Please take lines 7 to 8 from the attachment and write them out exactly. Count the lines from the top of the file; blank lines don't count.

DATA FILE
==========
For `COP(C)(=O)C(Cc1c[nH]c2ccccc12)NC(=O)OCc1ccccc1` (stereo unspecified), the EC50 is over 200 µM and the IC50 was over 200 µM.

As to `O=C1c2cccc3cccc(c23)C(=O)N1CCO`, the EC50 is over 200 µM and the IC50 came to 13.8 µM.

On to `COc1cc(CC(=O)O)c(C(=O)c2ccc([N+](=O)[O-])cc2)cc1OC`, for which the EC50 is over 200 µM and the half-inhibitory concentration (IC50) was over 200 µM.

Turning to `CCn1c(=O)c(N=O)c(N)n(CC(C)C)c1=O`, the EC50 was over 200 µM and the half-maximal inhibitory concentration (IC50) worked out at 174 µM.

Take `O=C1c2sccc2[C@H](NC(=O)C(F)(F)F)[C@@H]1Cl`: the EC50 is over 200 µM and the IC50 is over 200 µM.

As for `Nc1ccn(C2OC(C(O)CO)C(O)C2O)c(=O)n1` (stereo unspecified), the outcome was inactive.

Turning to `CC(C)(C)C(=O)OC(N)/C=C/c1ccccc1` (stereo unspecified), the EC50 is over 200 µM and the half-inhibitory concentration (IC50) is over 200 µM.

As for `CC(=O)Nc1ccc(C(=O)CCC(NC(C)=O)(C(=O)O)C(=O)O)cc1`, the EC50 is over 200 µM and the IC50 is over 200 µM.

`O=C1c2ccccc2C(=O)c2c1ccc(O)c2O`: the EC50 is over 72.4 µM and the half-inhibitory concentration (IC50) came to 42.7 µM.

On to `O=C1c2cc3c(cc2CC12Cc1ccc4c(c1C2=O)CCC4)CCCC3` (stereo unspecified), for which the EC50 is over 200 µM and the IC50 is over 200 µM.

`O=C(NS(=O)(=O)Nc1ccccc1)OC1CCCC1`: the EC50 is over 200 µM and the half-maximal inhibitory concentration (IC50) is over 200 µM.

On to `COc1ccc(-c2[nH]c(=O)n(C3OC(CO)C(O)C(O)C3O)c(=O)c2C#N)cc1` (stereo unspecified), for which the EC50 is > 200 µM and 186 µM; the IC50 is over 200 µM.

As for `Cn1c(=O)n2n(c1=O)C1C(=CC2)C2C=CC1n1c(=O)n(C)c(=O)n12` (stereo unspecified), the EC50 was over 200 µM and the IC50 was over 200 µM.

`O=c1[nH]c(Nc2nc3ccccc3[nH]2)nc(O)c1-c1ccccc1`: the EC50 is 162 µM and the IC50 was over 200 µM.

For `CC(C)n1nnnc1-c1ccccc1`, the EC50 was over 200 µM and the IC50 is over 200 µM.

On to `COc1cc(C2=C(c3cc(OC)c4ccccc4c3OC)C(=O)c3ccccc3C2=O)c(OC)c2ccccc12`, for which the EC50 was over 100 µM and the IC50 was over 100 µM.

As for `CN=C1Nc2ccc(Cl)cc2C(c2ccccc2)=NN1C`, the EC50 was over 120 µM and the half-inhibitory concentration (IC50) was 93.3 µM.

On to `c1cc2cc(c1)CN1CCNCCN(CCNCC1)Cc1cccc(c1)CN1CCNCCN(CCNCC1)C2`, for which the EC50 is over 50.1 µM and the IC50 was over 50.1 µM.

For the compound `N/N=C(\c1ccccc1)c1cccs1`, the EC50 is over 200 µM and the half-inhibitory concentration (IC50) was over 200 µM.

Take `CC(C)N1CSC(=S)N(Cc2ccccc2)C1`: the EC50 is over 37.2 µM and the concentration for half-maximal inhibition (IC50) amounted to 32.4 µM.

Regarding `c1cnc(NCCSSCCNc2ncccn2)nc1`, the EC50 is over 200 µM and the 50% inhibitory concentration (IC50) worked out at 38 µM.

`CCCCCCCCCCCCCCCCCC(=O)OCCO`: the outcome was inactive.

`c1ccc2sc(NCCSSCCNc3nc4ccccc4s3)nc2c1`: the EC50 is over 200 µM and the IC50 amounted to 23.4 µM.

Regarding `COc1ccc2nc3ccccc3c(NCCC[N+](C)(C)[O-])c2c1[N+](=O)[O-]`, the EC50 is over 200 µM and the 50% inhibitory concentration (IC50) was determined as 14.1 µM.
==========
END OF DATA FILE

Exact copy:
Turning to `CC(C)(C)C(=O)OC(N)/C=C/c1ccccc1` (stereo unspecified), the EC50 is over 200 µM and the half-inhibitory concentration (IC50) is over 200 µM.

As for `CC(=O)Nc1ccc(C(=O)CCC(NC(C)=O)(C(=O)O)C(=O)O)cc1`, the EC50 is over 200 µM and the IC50 is over 200 µM.